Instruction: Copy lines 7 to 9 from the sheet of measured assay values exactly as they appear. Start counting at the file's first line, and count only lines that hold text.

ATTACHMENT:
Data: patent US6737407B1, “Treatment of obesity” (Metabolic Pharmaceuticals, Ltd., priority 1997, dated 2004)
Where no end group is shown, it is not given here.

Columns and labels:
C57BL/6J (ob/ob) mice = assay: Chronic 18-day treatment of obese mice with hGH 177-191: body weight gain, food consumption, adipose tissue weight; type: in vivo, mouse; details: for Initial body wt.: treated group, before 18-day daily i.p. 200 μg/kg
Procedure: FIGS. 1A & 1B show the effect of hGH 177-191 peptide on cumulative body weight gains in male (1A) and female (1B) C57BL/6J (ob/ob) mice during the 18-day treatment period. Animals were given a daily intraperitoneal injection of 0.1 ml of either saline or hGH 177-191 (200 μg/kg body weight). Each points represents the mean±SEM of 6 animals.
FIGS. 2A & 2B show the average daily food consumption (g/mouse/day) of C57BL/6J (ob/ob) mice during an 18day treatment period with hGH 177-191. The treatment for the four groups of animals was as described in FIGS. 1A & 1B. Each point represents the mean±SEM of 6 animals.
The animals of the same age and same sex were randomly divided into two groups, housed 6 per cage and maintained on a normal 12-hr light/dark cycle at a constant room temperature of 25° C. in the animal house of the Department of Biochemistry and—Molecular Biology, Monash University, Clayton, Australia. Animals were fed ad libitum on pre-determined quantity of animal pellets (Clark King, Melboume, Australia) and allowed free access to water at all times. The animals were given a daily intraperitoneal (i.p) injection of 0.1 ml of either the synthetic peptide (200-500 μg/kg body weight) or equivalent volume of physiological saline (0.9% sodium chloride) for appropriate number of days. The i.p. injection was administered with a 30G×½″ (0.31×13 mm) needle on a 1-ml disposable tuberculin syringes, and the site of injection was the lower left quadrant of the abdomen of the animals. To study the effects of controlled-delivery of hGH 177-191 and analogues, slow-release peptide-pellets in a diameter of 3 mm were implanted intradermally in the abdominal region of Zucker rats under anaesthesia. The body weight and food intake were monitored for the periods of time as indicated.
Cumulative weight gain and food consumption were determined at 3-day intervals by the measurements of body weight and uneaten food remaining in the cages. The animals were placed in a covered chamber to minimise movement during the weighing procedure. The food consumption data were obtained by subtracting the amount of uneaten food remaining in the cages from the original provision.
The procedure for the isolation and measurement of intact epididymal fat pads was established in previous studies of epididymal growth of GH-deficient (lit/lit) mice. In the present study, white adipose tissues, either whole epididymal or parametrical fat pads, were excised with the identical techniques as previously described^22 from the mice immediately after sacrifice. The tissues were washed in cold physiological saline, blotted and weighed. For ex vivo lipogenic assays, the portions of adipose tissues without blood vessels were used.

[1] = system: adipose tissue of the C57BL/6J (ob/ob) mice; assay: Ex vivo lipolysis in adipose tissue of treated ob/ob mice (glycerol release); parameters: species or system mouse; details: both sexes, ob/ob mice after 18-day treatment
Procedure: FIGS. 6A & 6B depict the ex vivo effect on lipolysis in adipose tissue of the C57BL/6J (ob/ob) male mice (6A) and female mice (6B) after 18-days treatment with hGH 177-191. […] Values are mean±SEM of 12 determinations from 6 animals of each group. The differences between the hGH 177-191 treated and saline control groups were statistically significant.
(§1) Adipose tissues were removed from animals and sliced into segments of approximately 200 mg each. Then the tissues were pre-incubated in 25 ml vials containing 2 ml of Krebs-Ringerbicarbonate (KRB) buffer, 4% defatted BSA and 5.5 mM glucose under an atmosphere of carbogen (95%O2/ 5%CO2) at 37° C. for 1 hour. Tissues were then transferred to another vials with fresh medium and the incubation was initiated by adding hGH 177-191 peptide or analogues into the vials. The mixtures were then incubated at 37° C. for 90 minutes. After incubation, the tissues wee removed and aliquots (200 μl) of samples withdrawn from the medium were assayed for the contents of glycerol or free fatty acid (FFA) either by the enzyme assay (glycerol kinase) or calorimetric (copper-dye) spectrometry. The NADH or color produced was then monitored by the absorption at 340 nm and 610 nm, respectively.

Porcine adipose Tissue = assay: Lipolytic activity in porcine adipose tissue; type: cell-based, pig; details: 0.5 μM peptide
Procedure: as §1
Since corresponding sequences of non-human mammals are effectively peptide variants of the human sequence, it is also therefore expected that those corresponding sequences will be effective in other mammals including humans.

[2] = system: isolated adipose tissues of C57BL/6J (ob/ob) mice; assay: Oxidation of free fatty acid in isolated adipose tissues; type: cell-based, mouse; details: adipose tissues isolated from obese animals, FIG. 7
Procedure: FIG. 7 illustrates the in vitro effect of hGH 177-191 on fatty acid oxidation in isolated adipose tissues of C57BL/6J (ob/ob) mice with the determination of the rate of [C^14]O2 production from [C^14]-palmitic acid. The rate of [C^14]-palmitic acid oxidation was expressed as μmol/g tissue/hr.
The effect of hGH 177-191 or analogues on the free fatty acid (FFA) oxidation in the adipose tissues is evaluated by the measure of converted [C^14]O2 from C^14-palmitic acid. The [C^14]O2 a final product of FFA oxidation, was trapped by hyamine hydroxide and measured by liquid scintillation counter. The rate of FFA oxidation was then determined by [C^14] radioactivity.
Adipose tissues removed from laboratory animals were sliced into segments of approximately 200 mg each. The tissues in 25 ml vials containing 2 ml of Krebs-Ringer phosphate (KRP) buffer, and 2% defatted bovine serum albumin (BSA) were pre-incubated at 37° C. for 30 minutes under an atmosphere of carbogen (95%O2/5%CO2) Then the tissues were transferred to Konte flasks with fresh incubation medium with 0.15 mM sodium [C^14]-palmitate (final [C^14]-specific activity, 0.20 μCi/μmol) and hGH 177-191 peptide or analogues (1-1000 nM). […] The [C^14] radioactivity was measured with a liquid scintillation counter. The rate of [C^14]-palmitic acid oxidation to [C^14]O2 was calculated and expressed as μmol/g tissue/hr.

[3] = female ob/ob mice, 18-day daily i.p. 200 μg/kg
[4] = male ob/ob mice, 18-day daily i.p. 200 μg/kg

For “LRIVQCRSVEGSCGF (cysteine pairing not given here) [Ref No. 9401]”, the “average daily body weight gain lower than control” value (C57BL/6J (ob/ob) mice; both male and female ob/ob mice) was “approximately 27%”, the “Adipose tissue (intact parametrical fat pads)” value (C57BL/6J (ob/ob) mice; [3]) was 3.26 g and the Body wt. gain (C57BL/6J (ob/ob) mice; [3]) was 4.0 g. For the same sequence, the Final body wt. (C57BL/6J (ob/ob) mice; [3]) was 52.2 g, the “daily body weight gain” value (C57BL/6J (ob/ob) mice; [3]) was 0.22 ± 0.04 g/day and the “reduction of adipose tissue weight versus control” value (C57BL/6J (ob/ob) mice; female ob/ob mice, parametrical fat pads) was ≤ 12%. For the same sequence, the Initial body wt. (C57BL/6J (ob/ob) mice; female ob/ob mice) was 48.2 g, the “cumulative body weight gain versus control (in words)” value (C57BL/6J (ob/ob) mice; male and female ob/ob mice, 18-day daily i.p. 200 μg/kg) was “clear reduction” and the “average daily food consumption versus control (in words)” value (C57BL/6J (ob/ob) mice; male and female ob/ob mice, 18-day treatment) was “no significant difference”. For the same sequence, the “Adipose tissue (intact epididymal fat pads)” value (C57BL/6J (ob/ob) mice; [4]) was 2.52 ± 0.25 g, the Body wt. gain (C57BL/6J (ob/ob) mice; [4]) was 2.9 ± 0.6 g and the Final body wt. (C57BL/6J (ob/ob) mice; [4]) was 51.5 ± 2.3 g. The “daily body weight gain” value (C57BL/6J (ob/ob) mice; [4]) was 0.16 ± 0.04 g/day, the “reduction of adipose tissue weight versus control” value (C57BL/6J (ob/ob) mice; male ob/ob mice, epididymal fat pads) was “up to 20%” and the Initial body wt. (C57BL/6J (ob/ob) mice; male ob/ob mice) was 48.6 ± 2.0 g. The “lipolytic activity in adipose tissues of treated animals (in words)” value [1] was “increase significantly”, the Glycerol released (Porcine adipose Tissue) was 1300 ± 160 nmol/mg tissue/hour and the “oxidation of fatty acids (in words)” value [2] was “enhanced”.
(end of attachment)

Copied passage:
The animals of the same age and same sex were randomly divided into two groups, housed 6 per cage and maintained on a normal 12-hr light/dark cycle at a constant room temperature of 25° C. in the animal house of the Department of Biochemistry and—Molecular Biology, Monash University, Clayton, Australia. Animals were fed ad libitum on pre-determined quantity of animal pellets (Clark King, Melboume, Australia) and allowed free access to water at all times. The animals were given a daily intraperitoneal (i.p) injection of 0.1 ml of either the synthetic peptide (200-500 μg/kg body weight) or equivalent volume of physiological saline (0.9% sodium chloride) for appropriate number of days. The i.p. injection was administered with a 30G×½″ (0.31×13 mm) needle on a 1-ml disposable tuberculin syringes, and the site of injection was the lower left quadrant of the abdomen of the animals. To study the effects of controlled-delivery of hGH 177-191 and analogues, slow-release peptide-pellets in a diameter of 3 mm were implanted intradermally in the abdominal region of Zucker rats under anaesthesia. The body weight and food intake were monitored for the periods of time as indicated.
Cumulative weight gain and food consumption were determined at 3-day intervals by the measurements of body weight and uneaten food remaining in the cages. The animals were placed in a covered chamber to minimise movement during the weighing procedure. The food consumption data were obtained by subtracting the amount of uneaten food remaining in the cages from the original provision.
The procedure for the isolation and measurement of intact epididymal fat pads was established in previous studies of epididymal growth of GH-deficient (lit/lit) mice. In the present study, white adipose tissues, either whole epididymal or parametrical fat pads, were excised with the identical techniques as previously described^22 from the mice immediately after sacrifice. The tissues were washed in cold physiological saline, blotted and weighed. For ex vivo lipogenic assays, the portions of adipose tissues without blood vessels were used.